• Question 2: How Do You Want To Help? Thanks to your research, you know that much progress has already been made in the area of glaucoma treatment, but that government funding can only go so far. Most of these studies need funding in order to bring new treatment options to market. This suggests that monetary donations might be a very effective contribution.
  • Question 3: What Kind Of Charity Should I Be Looking For? You get online and search for glaucoma-related charities. Because of their high standing in the community, you find Glaucoma Research Foundation. After some research, you discover that GRF has the following ratings (out of 100) on Charity Navigator:4
Accountability and Transparency:100/100
Financial Health:88.66/100
Overall Score and Rating:91.98/100

These scores indicate an organization that has the financial health and strong ethics to make real change in the world. All you need do now is confirm it. You view their financial figures, as well as testimonials and up-to-date news about breakthrough therapies and treatments. Once you've done this, the last step is to have a conversation with a member of the organization and discuss how to get involved.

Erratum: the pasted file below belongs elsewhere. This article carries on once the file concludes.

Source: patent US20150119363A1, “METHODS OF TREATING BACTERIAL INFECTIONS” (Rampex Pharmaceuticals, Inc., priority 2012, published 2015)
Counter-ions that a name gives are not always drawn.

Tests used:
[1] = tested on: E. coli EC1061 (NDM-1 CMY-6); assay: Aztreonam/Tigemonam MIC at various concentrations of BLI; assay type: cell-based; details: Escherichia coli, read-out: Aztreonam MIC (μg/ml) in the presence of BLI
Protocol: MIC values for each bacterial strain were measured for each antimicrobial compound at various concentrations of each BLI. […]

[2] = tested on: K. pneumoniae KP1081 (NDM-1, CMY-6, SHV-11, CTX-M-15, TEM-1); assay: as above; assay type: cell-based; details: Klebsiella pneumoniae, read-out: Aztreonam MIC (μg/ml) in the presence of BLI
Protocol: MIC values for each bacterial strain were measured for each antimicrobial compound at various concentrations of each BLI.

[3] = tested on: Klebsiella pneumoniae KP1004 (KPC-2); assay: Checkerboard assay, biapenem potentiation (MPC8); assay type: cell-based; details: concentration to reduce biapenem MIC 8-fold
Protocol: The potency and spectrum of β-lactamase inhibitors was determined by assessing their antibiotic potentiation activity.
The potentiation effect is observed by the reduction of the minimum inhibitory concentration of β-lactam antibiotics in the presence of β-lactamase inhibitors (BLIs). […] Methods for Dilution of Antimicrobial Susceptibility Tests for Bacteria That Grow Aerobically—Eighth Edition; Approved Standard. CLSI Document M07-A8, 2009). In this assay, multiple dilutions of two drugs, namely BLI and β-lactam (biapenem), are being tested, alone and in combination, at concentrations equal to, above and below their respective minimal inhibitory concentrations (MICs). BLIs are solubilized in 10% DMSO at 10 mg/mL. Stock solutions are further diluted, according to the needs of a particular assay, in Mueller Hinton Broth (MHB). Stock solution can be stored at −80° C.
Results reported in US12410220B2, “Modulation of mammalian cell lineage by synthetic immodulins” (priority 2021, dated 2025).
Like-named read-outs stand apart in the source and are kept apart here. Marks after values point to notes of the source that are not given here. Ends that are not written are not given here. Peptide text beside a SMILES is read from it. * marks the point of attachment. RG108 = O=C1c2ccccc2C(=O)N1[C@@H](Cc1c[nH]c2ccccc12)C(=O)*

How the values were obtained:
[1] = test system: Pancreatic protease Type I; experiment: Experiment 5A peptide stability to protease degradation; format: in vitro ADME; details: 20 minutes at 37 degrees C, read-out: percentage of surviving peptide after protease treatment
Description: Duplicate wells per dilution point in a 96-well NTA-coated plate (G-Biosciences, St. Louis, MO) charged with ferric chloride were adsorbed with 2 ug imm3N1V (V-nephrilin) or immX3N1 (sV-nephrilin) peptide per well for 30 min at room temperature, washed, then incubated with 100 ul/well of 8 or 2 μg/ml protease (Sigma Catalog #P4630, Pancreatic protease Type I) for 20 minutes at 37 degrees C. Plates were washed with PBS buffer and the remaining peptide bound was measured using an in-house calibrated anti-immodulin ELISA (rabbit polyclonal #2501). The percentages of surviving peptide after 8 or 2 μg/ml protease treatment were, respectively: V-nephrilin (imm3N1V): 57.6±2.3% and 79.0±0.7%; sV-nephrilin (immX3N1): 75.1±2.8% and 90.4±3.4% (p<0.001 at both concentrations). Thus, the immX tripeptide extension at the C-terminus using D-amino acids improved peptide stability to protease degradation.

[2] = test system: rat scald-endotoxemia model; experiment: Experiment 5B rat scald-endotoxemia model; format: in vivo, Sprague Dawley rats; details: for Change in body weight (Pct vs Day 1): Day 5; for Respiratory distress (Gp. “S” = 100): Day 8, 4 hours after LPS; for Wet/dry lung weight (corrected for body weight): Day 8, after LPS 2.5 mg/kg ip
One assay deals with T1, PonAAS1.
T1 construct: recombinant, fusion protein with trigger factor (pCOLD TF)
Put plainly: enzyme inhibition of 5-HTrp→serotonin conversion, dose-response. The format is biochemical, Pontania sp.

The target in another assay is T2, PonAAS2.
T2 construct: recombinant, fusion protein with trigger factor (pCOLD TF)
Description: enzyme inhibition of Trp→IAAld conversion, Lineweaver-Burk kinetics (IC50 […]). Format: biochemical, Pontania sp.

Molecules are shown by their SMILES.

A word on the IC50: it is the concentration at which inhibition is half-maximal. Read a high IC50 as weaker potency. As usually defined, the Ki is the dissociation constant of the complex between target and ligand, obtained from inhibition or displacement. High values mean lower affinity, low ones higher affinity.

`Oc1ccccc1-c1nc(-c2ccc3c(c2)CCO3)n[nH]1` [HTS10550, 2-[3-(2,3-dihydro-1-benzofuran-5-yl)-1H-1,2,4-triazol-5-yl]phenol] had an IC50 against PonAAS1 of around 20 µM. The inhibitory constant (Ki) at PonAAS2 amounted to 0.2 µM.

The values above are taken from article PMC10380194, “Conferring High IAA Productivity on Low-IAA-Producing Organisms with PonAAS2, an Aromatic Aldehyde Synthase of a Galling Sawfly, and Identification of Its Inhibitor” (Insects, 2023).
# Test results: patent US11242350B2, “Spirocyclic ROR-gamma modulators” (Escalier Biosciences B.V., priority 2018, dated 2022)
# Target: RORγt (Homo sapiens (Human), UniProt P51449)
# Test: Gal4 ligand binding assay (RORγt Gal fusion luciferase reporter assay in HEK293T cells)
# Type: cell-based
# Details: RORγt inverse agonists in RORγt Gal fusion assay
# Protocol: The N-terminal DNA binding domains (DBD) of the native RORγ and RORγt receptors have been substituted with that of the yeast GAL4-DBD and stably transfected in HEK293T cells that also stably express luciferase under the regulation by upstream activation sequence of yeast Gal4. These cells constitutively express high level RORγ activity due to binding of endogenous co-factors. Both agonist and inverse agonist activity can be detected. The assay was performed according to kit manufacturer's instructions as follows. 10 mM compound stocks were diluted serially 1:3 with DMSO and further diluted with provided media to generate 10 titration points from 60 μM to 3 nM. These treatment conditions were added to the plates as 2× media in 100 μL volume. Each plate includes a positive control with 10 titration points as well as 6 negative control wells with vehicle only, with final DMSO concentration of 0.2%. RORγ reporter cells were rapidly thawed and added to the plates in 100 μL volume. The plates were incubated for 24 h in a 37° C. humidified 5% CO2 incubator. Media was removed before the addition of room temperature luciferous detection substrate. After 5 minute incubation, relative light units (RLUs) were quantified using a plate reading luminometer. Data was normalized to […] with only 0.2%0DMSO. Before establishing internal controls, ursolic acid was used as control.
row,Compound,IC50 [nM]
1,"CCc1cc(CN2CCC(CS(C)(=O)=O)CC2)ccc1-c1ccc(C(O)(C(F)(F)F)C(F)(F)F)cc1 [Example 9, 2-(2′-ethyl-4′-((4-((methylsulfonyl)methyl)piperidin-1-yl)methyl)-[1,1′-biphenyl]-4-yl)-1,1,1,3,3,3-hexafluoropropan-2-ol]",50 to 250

And there you go, all three questions have been answered successfully. Now, you are well on your way to making a difference for your community and the world with the confidence of knowing your gifts will be used honestly and effectively.

If you are interested in learning more about the ways you can give to your community in a meaningful way, please consider giving to Glaucoma Research Foundation and help support the ongoing battle against glaucoma.

  1. Bruce, Denise, "9 Creative and Easy Ways to Give to Charity." Compassionate Crowdfunding Blog. N.p., 18 May 2017. Web. 12 June 2017.
  2. Barnett, Chance (June 9, 2015). "Trends Show Crowdfunding To Surpass VC In 2016". Forbes. Retrieved June 9, 2017.
  3. "Five Steps to Informed Giving." Charity Navigator. N.p., 07 Mar. 2017. Web. 12 June 2017.
  4. "Rating for Glaucoma Research Foundation." Charity Navigator. N.p., n.d. Web. 12 June 2017.

Last reviewed on October 25, 2019

Was this helpful? Yes No